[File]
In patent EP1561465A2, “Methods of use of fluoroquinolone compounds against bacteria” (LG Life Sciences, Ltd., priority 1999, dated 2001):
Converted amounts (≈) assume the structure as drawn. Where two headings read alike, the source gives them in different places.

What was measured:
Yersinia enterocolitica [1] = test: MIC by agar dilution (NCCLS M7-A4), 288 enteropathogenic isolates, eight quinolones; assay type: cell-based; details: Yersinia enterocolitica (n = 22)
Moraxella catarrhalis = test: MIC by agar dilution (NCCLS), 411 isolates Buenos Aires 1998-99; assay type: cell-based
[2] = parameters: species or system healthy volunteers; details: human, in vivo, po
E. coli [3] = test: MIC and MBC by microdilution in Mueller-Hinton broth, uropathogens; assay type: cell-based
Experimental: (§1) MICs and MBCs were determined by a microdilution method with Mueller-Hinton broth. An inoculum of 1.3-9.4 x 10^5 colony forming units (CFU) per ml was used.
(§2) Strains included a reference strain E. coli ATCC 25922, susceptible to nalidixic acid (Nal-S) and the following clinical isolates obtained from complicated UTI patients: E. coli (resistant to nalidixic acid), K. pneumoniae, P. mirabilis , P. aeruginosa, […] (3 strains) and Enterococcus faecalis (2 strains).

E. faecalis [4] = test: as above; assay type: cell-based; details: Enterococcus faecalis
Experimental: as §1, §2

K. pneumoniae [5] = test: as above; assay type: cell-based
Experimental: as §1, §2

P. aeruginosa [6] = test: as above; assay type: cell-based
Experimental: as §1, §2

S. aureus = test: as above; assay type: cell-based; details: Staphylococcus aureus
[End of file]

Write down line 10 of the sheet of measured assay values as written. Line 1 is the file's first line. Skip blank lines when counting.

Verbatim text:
E. faecalis [4] = test: as above; assay type: cell-based; details: Enterococcus faecalis